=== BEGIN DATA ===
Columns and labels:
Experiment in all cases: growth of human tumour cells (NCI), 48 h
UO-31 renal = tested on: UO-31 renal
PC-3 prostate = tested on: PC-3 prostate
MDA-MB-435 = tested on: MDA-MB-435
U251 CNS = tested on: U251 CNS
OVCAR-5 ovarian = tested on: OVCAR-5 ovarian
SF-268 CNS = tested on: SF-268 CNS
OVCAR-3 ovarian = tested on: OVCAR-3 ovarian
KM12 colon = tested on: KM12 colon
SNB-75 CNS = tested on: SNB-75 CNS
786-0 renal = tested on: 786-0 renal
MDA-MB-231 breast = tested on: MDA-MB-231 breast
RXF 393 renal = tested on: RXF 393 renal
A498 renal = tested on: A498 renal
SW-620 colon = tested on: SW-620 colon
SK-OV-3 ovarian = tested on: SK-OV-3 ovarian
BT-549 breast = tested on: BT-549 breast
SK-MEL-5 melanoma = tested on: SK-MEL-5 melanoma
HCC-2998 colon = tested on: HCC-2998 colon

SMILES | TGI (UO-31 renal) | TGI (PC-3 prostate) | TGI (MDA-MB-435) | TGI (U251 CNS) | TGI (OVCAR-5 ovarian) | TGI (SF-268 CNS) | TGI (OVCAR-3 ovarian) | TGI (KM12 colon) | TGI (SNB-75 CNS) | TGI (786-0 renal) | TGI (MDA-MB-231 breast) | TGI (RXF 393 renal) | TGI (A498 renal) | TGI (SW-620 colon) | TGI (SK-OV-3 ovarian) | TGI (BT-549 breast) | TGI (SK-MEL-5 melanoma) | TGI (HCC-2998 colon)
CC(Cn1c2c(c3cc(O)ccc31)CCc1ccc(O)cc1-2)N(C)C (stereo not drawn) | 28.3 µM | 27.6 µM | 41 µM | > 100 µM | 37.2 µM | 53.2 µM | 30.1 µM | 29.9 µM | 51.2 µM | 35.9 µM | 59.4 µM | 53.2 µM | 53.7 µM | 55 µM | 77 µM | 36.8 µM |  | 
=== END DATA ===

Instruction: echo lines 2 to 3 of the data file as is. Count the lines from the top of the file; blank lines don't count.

Experiment in all cases: growth of human tumour cells (NCI), 48 h
UO-31 renal = tested on: UO-31 renal